Movie Review – Shaolin Soccer (2001)

Released in 2001, Shaolin Soccer marks Stephen Chow’s embrace of CG, and perhaps a marked confidence in the HK superstar in the form of Giant Budget. Part action and part comedy, the movie follows Sing as he tries to make Shaolin, both as a philosophy and martial art, popular and more mainstream. To that end he comes up with the plan to combine Shaolin with soccer (AKA futbol).

This review will look at where the film succeeds, where it fails, and how Stephen Chow’s brand of comedy has made him a legend. There will be spoilers.

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Shaolin numbah one!

The Good

This movie is funny. The humour varies from witty banter to slapstick comedy, and ranges from ridiculous and silly to clever and smart, but more often than not it’s gut-busting humour. The comedy is also quintessentially done in the Hong Kong style; witty in a way that requires quick thinking, like a smart alecky, wisecracking kid. Despite that, with subtitles the humour can be appreciated by anyone.

On the other side of the coin, the action is also great. The choreography showcases great imagination in combining martial arts with soccer plays. Just about every single set piece was impressive to look at, whether it be Sing with his steel leg or his brother with the iron head scoring a fantastic goal. During the climatic battle it becomes a unique fight scene that takes place on the pitch, and though some parts may be over the top, that’s the type of movie this is: a fun and zany story that goes all out.

The Bad

Confession: I love this film, so there’s really nothing I can say to bash it. The only criticism might be that the CG has aged pretty badly, but CG is the last thing a movie should depend on to be great, and thankfully Shaolin Soccer stands firmly on its identity as an action-comedy.

Inner peace cannot be attained unless one has clean undies.
Inner peace cannot be attained unless one has clean undies.

Great Storytelling

Good storytelling is the foundation for all great films. When a film succeeds at being funny or dramatic or whatever, good storytelling usually heightens the experience. Without it, a film can be funny but forgotten. The best special effects will only make us shake our heads; “awesome CG, but too bad everything else about the movies sucks” (see the latest Star Wars movies).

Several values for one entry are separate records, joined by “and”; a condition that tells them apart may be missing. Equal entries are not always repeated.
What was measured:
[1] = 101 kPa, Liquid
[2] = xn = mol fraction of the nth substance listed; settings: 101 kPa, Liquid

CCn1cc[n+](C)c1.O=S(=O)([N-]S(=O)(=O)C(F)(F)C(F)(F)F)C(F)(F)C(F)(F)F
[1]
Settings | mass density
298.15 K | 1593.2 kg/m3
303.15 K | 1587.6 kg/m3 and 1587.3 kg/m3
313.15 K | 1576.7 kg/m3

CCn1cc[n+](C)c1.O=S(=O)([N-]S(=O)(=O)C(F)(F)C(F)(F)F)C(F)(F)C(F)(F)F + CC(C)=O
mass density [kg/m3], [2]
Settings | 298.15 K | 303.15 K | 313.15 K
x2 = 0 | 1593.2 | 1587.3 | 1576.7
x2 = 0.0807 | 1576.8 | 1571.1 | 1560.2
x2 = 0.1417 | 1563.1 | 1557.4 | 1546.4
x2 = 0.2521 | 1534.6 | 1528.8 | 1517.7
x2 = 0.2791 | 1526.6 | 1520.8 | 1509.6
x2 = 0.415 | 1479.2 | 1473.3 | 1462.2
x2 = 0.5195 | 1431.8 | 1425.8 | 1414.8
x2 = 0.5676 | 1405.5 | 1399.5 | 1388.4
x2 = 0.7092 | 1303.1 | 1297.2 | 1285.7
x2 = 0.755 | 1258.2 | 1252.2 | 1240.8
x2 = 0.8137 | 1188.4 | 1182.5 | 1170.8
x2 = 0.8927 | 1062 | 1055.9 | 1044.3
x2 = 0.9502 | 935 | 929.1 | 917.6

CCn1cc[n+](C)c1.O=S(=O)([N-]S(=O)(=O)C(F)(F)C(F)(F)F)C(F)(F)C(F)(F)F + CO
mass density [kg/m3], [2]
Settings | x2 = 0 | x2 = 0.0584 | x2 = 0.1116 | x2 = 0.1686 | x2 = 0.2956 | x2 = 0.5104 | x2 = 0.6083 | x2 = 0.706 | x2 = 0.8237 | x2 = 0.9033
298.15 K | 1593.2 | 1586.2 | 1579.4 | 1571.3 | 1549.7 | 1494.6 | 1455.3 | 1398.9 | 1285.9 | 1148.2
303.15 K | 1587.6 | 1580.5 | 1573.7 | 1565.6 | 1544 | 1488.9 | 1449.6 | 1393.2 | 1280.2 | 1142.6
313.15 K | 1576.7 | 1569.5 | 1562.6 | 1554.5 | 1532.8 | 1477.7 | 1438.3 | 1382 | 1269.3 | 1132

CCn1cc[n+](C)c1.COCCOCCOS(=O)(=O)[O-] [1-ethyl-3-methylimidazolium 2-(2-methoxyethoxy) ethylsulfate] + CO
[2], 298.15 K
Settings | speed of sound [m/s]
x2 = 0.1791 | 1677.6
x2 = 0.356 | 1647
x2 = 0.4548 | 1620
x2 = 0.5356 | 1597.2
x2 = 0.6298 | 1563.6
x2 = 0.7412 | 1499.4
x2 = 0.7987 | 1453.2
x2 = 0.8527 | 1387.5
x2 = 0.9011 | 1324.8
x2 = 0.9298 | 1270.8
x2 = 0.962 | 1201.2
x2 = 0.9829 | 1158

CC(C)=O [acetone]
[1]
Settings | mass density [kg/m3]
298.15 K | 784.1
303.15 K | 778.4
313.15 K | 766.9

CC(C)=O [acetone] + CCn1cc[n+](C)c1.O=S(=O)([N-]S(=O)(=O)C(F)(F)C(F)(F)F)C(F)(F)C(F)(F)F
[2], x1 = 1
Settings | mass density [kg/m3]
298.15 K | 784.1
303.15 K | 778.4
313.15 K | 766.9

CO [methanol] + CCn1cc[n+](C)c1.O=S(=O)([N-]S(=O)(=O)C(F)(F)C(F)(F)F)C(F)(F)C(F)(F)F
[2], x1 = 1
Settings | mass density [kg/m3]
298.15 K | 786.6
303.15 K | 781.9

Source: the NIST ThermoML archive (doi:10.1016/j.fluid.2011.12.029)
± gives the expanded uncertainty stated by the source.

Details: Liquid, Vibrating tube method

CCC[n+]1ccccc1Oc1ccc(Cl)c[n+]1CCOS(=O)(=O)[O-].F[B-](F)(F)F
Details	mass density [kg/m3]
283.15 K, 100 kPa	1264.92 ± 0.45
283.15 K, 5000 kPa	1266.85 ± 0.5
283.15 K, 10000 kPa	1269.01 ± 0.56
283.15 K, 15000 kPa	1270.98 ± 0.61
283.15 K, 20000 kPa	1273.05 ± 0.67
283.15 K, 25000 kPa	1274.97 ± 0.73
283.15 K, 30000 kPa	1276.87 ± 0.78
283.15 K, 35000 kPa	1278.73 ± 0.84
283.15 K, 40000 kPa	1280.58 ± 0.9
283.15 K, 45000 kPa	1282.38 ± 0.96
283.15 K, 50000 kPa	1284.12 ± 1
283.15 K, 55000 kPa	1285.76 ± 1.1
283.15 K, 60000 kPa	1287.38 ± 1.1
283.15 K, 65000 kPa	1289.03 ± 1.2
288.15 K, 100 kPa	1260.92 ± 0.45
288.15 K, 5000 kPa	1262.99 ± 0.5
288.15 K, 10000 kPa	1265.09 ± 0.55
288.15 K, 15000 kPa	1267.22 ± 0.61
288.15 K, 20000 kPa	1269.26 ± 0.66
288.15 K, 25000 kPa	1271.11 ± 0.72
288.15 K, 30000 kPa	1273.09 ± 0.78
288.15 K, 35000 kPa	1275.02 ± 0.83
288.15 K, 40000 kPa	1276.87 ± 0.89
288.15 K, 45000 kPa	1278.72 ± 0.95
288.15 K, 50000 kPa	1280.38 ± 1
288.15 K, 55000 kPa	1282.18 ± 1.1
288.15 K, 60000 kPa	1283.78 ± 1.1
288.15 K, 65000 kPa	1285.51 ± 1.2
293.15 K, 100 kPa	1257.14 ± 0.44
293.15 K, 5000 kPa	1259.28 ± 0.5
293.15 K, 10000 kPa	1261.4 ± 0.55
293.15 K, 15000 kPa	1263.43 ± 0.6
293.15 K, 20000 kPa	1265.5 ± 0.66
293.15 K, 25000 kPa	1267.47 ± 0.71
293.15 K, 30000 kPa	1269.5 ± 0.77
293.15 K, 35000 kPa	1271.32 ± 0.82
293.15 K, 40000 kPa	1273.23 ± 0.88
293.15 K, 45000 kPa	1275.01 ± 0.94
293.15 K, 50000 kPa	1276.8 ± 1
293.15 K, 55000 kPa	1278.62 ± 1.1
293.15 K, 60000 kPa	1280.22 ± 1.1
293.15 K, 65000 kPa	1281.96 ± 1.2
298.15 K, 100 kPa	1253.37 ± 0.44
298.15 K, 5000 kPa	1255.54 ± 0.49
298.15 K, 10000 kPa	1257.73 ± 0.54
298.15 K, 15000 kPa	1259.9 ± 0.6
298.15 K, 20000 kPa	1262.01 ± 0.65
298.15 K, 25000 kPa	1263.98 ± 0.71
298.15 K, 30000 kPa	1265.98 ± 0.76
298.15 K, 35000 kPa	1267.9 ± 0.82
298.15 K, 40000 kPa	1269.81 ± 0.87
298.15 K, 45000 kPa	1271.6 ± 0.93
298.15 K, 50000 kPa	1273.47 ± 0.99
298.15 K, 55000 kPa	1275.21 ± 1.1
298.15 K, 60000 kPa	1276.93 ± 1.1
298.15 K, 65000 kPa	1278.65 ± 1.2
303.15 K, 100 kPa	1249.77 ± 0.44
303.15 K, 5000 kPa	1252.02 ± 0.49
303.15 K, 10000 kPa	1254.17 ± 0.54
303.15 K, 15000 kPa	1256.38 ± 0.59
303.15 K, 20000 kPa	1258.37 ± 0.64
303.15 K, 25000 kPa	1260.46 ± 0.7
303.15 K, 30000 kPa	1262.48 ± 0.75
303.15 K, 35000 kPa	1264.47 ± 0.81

Although Chow found his success on the basis of his comedy, I believe it is his storytelling that propelled him above the rest. His career as a screenwriter and director and the resulting filmography is testimony to this, but this review will only use Shaolin Soccer as an example. Whatever your story is, it has to have certain things in order for the audience to relate and get on board with. These things usually include a likeable hero and an intriguing plot, which Chow is consistently capable of producing.

On the surface, Shaolin Soccer is about kickass action set pieces, but the reason we put up with it and also the reason why we want to find out what happens next is because the protagonist, Sing, is also a dude with a dream. He wants to see his passion flourish throughout the entire world, and to that end he’ll fight and do whatever it takes. We can all relate to that because we’re all passionate about something. His fellow Shaolin brothers have all moved on in life, some finding more success than others, but the film communicates the lack of satisfaction in their lives clearly; they were all trained in martial arts but have failed to utilize their teachings to their maximum potential. The feeling of having given up on your childhood aspirations is also easy to sympathize with; growing up just gets in the way sometimes. But getting a second chance is perhaps something everyone wants, and it’s what the characters end up getting, which is a feel-good moment for everyone. These positive emotions lie beneath the undercurrent of the story, and it’s what gives the story its charge, making the audience not only accept it in their hearts, but also making them want to find out what happens next. We never want to see our hopes and aspirations fail, and that’s why we care about what happens to the Shaolin soccer team. That is sublime storytelling right there, folks, bundled up neatly in a movie that contains fart jokes and dirty underwear.

In Conclusion…

Shaolin Soccer is a great movie. Its compact story is tight and immersive, and the characters are all funny and have their own personalities. Whether you’re looking for action or comedy, this movie will be sure to entertain, and the decent storytelling is a bonus too, making the experience all the more memorable. Upon my rewatch this movie may have just jumped into my top five, as I was watching it while I was sick, and there is better medicine (most of the time) than a good dose of comedy.

This has been a gamobo review. Thanks for reading.

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